The Longevity Protein

Let’s take a closer look at protein. Many people who are asked how they get protein immediately think of a steak or hamburger, but let’s break that down a bit further.

Where does the cow that’s the source of the steak or burger get their protein? When you think about it, you realize that all a cow eats is grass and grains. How is it possible that such a large, strong, muscular animal who also has bones powerful enough to carry all that weight, gets that way only eating plants?shutterstock_84101674

What is Protein Made Of?

Protein is created from amino acids. The body makes some of its own amino acids, but it also needs to absorb amino acids from food. These are called “essential amino acids” and they come from plants.

When you eat any kind of meat, which is the protein the animal made for its ability to stand, move, walk and run, that protein does not automatically become human protein. Your right biceps is not made of chicken breast and your left hamstring is not made of a steak.

When meat is ingested, the body first has to break it completely down into amino acids. Then, it has to rebuild human protein the normal way, which means using the amino acids that originally came from plants, to create human muscle. At the same time, the body ingests many things it does not need from the meat, such as fats and cholesterol that lead to heart disease.

Essential Amino Acids

Humans need to consume 9 essential amino acids to develop protein:

  1. histidine
  2. isoleucine
  3. leucine
  4. lysine
  5. methionine
  6. phenylalanine
  7. threonine
  8. tryptophan
  9. valine

All 9 of these amino acids are found in foods such as rice and beans, quinoa, leafy green vegetables, fruits, a peanut butter and jelly sandwich on whole wheat bread, and many other healthy options.

When a diet rich in beans, grains, greens, rice and fruits is eaten, then the body gets all of the essential amino acids it needs to make human protein. In addition, the body gains the benefit of phytonutrients and flavonoids. These are made by plants.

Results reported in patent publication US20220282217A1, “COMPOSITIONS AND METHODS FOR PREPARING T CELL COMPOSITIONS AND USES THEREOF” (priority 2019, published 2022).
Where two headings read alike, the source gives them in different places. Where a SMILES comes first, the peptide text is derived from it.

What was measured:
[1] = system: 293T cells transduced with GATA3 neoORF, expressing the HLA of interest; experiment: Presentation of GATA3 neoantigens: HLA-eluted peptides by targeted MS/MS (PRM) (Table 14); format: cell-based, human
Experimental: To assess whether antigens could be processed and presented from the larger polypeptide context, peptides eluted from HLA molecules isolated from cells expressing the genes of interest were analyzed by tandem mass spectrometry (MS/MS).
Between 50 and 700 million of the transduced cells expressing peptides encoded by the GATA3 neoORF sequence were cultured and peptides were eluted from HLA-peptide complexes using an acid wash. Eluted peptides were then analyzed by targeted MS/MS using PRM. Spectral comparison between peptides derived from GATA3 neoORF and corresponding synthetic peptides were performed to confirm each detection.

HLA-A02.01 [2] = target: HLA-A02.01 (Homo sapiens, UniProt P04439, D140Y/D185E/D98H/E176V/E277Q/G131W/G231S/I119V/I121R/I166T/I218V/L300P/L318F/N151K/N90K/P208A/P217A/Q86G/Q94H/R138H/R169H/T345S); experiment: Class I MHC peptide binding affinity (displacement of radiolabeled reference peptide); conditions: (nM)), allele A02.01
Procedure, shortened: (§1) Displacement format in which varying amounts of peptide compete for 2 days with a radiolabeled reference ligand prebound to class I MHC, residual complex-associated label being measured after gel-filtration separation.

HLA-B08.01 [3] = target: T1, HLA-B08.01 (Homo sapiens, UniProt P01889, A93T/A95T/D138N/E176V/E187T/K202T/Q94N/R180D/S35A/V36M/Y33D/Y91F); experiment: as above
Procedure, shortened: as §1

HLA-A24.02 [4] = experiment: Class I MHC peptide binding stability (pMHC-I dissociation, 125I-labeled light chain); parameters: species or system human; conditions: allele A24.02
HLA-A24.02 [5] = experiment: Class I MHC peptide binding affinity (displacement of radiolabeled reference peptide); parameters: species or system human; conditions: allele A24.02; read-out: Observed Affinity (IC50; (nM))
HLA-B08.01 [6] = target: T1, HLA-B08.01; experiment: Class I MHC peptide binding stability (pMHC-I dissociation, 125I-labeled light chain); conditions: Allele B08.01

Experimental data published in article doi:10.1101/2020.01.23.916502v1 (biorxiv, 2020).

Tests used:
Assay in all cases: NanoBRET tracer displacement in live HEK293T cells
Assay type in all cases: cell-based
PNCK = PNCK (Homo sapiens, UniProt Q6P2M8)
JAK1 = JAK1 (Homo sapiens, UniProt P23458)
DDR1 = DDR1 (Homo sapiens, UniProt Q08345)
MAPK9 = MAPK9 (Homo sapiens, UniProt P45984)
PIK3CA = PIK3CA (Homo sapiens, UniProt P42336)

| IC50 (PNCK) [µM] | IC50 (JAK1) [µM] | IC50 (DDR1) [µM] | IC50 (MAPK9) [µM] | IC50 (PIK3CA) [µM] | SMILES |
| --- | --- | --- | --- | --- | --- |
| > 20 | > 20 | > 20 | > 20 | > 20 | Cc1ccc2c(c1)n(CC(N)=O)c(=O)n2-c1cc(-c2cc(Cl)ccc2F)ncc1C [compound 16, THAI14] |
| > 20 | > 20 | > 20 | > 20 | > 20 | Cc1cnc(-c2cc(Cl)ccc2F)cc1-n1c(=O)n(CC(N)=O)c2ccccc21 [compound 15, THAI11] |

shutterstock_290962292Phytonutrients and flavonoids protect the body. Research shows they play an important role in preventing or slowing cancerous tumor growth, they provide anti-oxidants that slow cellular aging, and they promote healthy digestion.

A large body of research supports the benefits of getting protein building blocks from plant sources, because of all the health protective benefits plants provide. Studies also show that individuals who avoid meat in favor of plant based diets live longer.

Finally, the consumption of beef and milk is correlated with a higher risk of breast cancer, according to new research out of U.C. Berkley, and there are many studies that demonstrate the connection between meat eating and other cancers.

Transitioning

Many people are afraid of transitioning to healthier choices. Starting with a commitment such as “Meatless Mondays” is a step in the right direction. The good news is many restaurants are catching on to the dietary preferences of a more informed public.

Eating a healthy diet based on science is becoming increasingly mainstream.

Start by adding choices. Include plants in the diet every day. Always start a meal with a salad or piece of fruit. Experiment with ways to prepare vegetables you find delicious, such as pan roasting in olive oil with spices. Explore ethnic foods such as Lebanese and Indian options that are vegetable and legume based.

A diet rich in a variety of plant foods provides all the building blocks of protein needed. It reduces the risk of cancer and introduces protective phytonutrients.

Adding plant based proteins and greens to the diet makes you feel better.

Individuals who transition report feeling healthier, having a reduction in inflammatory symptoms, losing weight and getting more energy. What could be better than that?

The information contained on this site is for educational purposes only and should not be used as a substitute for diagnosis or treatment rendered by a licensed medical professional. It is essential that you discuss with your primary care provider any symptoms or medical problems that you may be experiencing.

Sources

Buehring GC, Shen HM, Jensen HM, Choi KY, Sun D, Nuovo G. Bovine leukemia virus DNA in human breast tissue. Emerg Infect Dis 2014;20:772–782

Buehring GC, Shen HM, Jensen HM, Jin, D, Hudes, M, Block, G. (2015) Exposure to Bovine Leukemia Virus Is Associated with Breast Cancer: A Case-Control Study. PLoS One. 2015; 10(9): e0134304.

Fraser GE, Shavlik DJ. Ten years of life: Is it a matter of choice? Arch Intern Med. 2001 Jul 9;161(13):1645-52.

Key, T., Fraser, G., Thorogood, M., Appleby, P., Beral, V., Reeves, G., & … McPherson, K. (1998). Mortality in vegetarians and non-vegetarians: a collaborative analysis of 8300 deaths among 76,000 men and women in five prospective studies. Public Health Nutrition, 1(1), 33-41.

Sutliffe, J. T., Wilson, L. D., de Heer, H. D., Foster, R. L., & Carnot, M. J. (2015). C-reactive protein response to a vegan lifestyle intervention. Complementary Therapies In Medicine, 2332-37. doi:10.1016/j.ctim.2014.11.001

 

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